Withdrawing "Combat" Troops
Undoubtedly, this promise alone influenced many voters. But what does the promise include – and what does it exclude? First some background.
At the most basic training level, everyone who wears a uniform is in the infantry. With the exception of chaplains and medical personnel, every soldier is issued a rifle of side arm and is taught how to use it.
Through most of the 20th century, the Army’s structure focused on the division as the principal self-sustaining warfighting and administrative level. Divisions consisted of some combination of combat (infantry, armor, artillery, aviation), combat support (engineer, communications, intelligence), and combat service support (logistics, transportation, maintenance) units. The division “type” – (infantry or armor) was based on simple arithmetic: if infantry battalions outnumbered armor battalions, the division was “infantry.”
The Army’s recent shift to the brigade (one level below the division) as the principal self-sustainable warfighting level is intended to speed response times to events. The result has been the creation of modular Brigade Combat Teams and Support Brigades whose strength runs between 3,500 to 5,000 soldiers.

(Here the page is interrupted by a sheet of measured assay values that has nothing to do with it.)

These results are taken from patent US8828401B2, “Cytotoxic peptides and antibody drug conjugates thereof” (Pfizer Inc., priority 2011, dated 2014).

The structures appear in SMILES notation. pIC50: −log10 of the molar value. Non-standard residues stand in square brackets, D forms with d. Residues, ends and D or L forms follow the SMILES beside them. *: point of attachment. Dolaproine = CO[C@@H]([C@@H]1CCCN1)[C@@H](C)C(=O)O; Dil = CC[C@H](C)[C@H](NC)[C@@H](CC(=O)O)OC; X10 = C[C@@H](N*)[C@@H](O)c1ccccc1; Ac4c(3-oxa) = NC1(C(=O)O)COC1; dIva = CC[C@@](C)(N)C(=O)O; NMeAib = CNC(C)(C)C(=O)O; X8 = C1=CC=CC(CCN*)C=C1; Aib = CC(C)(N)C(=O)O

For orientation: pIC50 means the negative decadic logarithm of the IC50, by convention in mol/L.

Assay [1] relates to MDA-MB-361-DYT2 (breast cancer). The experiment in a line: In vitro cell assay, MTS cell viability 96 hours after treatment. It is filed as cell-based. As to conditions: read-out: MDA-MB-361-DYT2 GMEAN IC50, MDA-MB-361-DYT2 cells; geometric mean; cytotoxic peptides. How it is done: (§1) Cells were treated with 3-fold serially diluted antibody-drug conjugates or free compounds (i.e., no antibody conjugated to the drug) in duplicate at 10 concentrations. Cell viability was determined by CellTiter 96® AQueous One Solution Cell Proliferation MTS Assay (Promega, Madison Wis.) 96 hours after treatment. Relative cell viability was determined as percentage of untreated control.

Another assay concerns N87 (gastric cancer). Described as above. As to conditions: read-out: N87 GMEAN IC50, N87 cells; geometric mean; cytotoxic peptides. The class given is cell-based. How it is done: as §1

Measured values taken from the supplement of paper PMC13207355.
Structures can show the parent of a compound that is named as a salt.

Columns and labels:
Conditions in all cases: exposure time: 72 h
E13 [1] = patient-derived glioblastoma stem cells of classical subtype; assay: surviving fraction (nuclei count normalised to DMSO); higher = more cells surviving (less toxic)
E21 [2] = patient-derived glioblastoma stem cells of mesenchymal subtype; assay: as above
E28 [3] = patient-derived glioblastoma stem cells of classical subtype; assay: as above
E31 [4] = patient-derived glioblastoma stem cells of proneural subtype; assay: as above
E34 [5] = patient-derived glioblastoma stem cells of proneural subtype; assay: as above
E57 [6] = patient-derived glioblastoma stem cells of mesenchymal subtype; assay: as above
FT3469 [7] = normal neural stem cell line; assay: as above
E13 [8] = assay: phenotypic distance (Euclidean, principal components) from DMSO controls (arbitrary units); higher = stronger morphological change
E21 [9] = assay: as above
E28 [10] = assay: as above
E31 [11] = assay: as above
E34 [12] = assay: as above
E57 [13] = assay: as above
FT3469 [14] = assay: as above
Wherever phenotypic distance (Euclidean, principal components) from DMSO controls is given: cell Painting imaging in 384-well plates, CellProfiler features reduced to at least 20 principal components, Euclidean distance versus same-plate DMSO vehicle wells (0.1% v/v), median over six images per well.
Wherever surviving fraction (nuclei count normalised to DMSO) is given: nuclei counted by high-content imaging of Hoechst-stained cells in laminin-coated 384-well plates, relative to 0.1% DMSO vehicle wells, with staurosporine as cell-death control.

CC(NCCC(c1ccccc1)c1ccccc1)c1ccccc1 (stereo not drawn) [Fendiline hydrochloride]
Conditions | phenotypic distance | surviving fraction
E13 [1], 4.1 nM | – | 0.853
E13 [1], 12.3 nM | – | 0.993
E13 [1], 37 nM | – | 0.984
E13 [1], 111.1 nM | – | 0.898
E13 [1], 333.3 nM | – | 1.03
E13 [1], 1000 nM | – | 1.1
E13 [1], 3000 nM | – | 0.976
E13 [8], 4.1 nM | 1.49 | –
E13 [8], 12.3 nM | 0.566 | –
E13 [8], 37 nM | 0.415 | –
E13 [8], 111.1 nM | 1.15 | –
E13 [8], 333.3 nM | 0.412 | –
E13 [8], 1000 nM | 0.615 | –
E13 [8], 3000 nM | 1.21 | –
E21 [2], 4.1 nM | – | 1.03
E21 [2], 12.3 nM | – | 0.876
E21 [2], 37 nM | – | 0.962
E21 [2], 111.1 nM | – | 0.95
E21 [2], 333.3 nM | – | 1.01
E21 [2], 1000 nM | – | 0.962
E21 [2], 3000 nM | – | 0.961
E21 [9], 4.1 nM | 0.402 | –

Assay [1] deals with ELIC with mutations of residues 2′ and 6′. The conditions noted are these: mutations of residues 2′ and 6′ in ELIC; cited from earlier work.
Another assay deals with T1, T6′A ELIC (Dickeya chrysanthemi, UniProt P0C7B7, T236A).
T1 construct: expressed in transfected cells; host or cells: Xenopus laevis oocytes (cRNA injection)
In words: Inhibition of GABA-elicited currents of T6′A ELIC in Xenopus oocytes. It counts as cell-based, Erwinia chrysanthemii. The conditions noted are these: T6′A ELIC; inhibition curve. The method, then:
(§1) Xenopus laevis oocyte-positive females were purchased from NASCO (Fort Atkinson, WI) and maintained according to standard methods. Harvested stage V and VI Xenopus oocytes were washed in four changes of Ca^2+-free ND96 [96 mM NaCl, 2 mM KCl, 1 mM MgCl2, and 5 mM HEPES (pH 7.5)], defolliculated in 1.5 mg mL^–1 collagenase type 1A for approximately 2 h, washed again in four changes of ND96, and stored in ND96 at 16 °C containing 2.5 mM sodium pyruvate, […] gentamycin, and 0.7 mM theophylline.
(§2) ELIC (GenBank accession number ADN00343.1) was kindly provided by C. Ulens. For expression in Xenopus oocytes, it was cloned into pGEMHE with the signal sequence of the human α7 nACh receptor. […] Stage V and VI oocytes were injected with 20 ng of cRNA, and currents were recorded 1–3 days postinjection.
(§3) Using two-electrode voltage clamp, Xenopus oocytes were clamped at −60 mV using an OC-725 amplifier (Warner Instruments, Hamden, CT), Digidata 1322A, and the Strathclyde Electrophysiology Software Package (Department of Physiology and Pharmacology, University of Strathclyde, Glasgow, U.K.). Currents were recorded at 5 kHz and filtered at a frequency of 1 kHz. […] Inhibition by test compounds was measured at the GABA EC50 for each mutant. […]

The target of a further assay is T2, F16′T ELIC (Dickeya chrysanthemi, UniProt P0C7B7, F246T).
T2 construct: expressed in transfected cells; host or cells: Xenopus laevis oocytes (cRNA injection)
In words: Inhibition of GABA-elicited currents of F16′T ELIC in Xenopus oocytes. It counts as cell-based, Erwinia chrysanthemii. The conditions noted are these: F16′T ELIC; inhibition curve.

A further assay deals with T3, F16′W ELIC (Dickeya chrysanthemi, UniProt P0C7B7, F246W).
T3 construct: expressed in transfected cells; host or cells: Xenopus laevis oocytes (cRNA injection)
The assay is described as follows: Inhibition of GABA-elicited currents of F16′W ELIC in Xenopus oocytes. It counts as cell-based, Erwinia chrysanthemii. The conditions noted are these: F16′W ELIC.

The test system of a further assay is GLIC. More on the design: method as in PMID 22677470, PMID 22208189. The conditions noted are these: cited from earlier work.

Unchanged in all this is the historical system originally used to name combat units at the regimental (roughly equivalent to the brigade) level. The two world wars of the last century dissipated the regimental system which survives now only in the designations of combat arms battalions (one organizational level below brigade).
If someone says that all combat troops will be withdrawn from a geographic area within a set time, a listener would be justified in assuming that all units whose nomenclature includes the terms, “infantry,” “ armor,” “ cavalry,” “ artillery,” or “attack” or “combat” (such as “combat brigade”) would be totally withdrawn. The distinctive warfighting “Brigade Combat Teams” will be pulled out to meet the 16 month campaign pledge. But among the anticipated 50,000 or more “support” troops will be smaller units whose primary functional missions will include or even may be fully oriented to what ordinary people would label “warfighting.”
For example, an aviation company might draw a battlefield surveillance mission to prevent an enemy force from surprising a friendly ground unit. Should the aviation unit discover the approach of the enemy, it is not going to simply relay the sighting; it will either strike the enemy with its weaponry or (and) transport other friendly forces into a position to attack. Even more straight forward, an infantry unit might be kept in-country with a mission of “force protection” for reconstruction efforts.
The military will not count the unit as combat because that is not its mission – moreover, the unit is supporting the reconstruction team, which is the reverse of its normal position as the supported unit. Quick-reaction units and ones assigned convoy protection also will not be considered “combat” because of the functional nature of their missions which always include the right of “self-defense” if threatened by a hostile force.